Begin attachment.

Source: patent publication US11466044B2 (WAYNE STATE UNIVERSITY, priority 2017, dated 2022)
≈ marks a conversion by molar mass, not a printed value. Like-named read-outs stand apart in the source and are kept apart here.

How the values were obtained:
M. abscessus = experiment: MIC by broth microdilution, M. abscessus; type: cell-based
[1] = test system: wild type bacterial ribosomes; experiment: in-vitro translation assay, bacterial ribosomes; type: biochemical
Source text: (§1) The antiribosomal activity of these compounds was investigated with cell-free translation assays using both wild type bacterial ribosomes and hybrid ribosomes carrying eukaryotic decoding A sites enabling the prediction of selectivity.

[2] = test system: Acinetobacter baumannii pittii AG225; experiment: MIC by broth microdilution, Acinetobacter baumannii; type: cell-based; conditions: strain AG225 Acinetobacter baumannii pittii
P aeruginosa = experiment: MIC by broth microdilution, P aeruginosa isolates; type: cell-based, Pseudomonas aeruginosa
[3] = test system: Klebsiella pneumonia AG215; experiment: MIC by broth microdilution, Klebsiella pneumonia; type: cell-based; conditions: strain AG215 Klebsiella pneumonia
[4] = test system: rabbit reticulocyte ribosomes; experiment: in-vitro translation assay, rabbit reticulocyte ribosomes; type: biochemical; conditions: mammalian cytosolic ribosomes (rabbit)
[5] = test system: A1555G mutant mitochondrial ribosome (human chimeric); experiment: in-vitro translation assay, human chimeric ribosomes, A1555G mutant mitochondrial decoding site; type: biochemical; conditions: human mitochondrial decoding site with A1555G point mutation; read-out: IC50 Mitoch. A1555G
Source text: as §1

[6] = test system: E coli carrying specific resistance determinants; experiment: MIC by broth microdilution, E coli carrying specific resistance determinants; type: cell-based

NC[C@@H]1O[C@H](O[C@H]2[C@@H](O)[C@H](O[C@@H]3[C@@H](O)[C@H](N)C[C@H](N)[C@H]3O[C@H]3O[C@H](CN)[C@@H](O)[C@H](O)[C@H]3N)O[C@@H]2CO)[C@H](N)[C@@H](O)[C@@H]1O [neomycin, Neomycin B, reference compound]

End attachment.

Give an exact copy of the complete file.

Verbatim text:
Source: patent publication US11466044B2 (WAYNE STATE UNIVERSITY, priority 2017, dated 2022)
≈ marks a conversion by molar mass, not a printed value. Like-named read-outs stand apart in the source and are kept apart here.

How the values were obtained:
M. abscessus = experiment: MIC by broth microdilution, M. abscessus; type: cell-based
[1] = test system: wild type bacterial ribosomes; experiment: in-vitro translation assay, bacterial ribosomes; type: biochemical
Source text: (§1) The antiribosomal activity of these compounds was investigated with cell-free translation assays using both wild type bacterial ribosomes and hybrid ribosomes carrying eukaryotic decoding A sites enabling the prediction of selectivity.

[2] = test system: Acinetobacter baumannii pittii AG225; experiment: MIC by broth microdilution, Acinetobacter baumannii; type: cell-based; conditions: strain AG225 Acinetobacter baumannii pittii
P aeruginosa = experiment: MIC by broth microdilution, P aeruginosa isolates; type: cell-based, Pseudomonas aeruginosa
[3] = test system: Klebsiella pneumonia AG215; experiment: MIC by broth microdilution, Klebsiella pneumonia; type: cell-based; conditions: strain AG215 Klebsiella pneumonia
[4] = test system: rabbit reticulocyte ribosomes; experiment: in-vitro translation assay, rabbit reticulocyte ribosomes; type: biochemical; conditions: mammalian cytosolic ribosomes (rabbit)
[5] = test system: A1555G mutant mitochondrial ribosome (human chimeric); experiment: in-vitro translation assay, human chimeric ribosomes, A1555G mutant mitochondrial decoding site; type: biochemical; conditions: human mitochondrial decoding site with A1555G point mutation; read-out: IC50 Mitoch. A1555G
Source text: as §1

[6] = test system: E coli carrying specific resistance determinants; experiment: MIC by broth microdilution, E coli carrying specific resistance determinants; type: cell-based

NC[C@@H]1O[C@H](O[C@H]2[C@@H](O)[C@H](O[C@@H]3[C@@H](O)[C@H](N)C[C@H](N)[C@H]3O[C@H]3O[C@H](CN)[C@@H](O)[C@H](O)[C@H]3N)O[C@@H]2CO)[C@H](N)[C@@H](O)[C@@H]1O [neomycin, Neomycin B, reference compound]